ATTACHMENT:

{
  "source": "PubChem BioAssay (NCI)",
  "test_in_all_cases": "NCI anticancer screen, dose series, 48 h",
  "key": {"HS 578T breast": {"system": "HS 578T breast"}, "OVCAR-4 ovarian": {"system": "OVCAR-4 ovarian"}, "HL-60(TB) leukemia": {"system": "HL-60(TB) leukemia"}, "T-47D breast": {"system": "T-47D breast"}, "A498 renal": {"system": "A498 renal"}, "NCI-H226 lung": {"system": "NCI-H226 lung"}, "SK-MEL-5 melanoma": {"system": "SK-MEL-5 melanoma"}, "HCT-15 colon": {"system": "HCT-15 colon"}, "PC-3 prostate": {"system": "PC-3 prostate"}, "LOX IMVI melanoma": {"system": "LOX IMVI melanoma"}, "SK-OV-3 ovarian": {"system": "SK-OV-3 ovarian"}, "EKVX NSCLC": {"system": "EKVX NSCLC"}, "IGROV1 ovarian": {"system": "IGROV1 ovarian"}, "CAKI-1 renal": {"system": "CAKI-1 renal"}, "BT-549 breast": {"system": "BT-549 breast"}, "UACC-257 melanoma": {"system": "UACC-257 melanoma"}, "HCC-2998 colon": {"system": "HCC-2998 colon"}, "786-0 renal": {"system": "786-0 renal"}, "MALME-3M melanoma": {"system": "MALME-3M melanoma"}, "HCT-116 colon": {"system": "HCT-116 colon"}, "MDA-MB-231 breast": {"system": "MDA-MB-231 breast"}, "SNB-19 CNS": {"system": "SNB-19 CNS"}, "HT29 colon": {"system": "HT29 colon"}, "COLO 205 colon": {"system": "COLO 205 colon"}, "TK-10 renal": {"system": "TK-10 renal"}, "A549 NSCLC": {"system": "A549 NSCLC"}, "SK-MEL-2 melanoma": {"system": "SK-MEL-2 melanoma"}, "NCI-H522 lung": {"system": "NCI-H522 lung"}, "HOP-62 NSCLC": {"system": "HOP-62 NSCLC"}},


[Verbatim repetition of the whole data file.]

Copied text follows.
{
  "source": "PubChem BioAssay (NCI)",
  "test_in_all_cases": "NCI anticancer screen, dose series, 48 h",
  "key": {"HS 578T breast": {"system": "HS 578T breast"}, "OVCAR-4 ovarian": {"system": "OVCAR-4 ovarian"}, "HL-60(TB) leukemia": {"system": "HL-60(TB) leukemia"}, "T-47D breast": {"system": "T-47D breast"}, "A498 renal": {"system": "A498 renal"}, "NCI-H226 lung": {"system": "NCI-H226 lung"}, "SK-MEL-5 melanoma": {"system": "SK-MEL-5 melanoma"}, "HCT-15 colon": {"system": "HCT-15 colon"}, "PC-3 prostate": {"system": "PC-3 prostate"}, "LOX IMVI melanoma": {"system": "LOX IMVI melanoma"}, "SK-OV-3 ovarian": {"system": "SK-OV-3 ovarian"}, "EKVX NSCLC": {"system": "EKVX NSCLC"}, "IGROV1 ovarian": {"system": "IGROV1 ovarian"}, "CAKI-1 renal": {"system": "CAKI-1 renal"}, "BT-549 breast": {"system": "BT-549 breast"}, "UACC-257 melanoma": {"system": "UACC-257 melanoma"}, "HCC-2998 colon": {"system": "HCC-2998 colon"}, "786-0 renal": {"system": "786-0 renal"}, "MALME-3M melanoma": {"system": "MALME-3M melanoma"}, "HCT-116 colon": {"system": "HCT-116 colon"}, "MDA-MB-231 breast": {"system": "MDA-MB-231 breast"}, "SNB-19 CNS": {"system": "SNB-19 CNS"}, "HT29 colon": {"system": "HT29 colon"}, "COLO 205 colon": {"system": "COLO 205 colon"}, "TK-10 renal": {"system": "TK-10 renal"}, "A549 NSCLC": {"system": "A549 NSCLC"}, "SK-MEL-2 melanoma": {"system": "SK-MEL-2 melanoma"}, "NCI-H522 lung": {"system": "NCI-H522 lung"}, "HOP-62 NSCLC": {"system": "HOP-62 NSCLC"}},